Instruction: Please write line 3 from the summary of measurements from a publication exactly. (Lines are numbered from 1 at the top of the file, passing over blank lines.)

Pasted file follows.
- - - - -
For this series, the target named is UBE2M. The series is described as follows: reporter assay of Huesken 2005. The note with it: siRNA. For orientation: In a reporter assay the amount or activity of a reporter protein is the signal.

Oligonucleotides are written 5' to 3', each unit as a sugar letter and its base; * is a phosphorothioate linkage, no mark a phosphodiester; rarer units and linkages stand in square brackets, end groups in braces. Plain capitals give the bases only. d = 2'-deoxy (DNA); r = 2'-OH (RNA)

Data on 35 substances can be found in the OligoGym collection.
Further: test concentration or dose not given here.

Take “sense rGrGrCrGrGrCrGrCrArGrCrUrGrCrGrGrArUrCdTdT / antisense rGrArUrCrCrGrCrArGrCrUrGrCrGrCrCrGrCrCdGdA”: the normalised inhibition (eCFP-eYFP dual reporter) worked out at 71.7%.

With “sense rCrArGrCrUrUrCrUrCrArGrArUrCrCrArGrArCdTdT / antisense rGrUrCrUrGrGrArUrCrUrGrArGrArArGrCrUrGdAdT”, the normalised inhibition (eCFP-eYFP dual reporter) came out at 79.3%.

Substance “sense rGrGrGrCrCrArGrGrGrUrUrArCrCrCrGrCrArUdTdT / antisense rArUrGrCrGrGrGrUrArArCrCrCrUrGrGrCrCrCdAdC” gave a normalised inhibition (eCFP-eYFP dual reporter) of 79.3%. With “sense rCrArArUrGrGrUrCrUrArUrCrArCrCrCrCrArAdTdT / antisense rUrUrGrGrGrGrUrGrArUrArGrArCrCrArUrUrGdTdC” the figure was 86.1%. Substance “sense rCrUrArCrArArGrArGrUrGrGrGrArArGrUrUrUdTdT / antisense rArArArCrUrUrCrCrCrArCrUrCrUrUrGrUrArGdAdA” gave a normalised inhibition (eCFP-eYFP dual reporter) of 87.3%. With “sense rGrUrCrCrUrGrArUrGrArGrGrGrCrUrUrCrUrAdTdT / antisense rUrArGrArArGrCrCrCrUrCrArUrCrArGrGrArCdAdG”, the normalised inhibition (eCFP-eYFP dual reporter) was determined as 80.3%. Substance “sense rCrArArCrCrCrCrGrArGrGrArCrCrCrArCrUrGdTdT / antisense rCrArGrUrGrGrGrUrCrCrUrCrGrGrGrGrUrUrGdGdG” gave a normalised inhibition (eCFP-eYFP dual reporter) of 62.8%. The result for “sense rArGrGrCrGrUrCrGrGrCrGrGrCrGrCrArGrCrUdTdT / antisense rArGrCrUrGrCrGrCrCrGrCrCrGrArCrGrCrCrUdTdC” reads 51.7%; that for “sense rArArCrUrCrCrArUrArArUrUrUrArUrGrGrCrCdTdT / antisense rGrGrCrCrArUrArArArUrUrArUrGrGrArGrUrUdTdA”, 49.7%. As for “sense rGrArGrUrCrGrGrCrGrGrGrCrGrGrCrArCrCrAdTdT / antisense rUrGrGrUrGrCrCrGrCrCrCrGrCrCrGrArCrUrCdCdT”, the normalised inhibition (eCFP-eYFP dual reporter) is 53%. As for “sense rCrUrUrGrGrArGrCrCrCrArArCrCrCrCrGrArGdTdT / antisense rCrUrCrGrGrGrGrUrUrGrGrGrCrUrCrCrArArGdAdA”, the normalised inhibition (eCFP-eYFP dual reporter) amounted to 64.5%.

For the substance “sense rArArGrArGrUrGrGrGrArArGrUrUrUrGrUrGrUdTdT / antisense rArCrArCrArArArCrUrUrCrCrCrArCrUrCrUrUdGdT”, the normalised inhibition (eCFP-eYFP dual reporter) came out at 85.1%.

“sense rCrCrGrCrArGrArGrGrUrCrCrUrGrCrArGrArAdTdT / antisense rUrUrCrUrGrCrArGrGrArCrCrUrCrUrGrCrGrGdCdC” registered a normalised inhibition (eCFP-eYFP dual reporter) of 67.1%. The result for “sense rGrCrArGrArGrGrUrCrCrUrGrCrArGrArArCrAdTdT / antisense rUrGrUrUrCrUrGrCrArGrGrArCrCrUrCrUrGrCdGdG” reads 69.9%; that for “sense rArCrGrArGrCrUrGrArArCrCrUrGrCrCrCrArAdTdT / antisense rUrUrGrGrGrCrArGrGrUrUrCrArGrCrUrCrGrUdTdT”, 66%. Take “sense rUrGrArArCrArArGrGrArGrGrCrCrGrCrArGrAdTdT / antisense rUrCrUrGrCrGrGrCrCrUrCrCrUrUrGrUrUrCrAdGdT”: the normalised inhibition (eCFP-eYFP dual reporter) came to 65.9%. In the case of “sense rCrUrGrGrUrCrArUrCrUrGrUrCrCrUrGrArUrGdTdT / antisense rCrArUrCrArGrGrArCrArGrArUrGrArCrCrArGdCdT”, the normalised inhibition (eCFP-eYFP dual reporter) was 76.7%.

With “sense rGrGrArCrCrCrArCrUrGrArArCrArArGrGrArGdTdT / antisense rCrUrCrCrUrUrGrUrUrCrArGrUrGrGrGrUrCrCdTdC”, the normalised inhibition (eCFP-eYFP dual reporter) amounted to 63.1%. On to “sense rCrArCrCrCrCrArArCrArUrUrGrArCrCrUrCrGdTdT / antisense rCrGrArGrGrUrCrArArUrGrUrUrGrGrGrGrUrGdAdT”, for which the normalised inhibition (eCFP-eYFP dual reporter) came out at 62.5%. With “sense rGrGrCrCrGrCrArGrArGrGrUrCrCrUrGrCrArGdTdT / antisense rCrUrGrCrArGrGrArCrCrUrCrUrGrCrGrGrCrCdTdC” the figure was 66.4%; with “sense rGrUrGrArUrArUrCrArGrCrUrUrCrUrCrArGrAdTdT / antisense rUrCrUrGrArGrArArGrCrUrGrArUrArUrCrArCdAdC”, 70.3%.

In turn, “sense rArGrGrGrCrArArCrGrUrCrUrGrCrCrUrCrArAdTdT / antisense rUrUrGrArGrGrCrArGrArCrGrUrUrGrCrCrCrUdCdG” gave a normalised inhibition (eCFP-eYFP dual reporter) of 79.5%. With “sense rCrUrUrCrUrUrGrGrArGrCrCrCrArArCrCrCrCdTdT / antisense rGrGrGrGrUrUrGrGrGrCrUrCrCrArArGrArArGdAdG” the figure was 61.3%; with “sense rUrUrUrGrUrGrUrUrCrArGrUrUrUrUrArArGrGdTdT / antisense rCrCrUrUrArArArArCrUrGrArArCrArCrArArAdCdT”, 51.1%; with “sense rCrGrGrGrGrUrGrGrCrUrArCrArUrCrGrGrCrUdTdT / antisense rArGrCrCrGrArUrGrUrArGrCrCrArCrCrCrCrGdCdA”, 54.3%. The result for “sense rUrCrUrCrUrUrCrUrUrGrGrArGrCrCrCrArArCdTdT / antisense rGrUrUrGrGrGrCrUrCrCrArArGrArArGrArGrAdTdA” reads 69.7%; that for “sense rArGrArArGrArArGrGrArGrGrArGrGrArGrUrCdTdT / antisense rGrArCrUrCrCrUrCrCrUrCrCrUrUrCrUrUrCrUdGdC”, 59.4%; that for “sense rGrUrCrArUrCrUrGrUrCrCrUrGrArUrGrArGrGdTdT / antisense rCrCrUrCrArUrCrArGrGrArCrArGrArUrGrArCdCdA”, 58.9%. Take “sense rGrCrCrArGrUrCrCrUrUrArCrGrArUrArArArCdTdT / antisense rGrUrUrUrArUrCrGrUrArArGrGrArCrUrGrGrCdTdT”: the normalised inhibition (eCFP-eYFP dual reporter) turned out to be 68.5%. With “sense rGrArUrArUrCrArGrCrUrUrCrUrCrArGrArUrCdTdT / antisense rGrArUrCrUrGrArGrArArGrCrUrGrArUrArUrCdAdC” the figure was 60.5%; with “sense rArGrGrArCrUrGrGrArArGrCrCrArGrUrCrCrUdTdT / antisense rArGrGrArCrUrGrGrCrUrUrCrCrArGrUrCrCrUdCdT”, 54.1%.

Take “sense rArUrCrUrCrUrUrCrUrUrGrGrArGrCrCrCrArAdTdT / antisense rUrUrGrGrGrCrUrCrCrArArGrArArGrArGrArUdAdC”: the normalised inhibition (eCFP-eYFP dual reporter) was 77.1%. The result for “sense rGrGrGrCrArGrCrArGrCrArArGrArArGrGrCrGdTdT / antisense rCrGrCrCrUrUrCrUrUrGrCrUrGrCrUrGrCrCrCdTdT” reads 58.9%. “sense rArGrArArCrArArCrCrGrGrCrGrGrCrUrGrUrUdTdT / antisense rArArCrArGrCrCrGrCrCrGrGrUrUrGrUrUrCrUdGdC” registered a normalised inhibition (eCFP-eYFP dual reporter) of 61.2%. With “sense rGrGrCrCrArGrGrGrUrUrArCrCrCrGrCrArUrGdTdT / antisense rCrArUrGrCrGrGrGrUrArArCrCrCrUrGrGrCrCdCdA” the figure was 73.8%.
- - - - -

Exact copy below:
Data on 35 substances can be found in the OligoGym collection.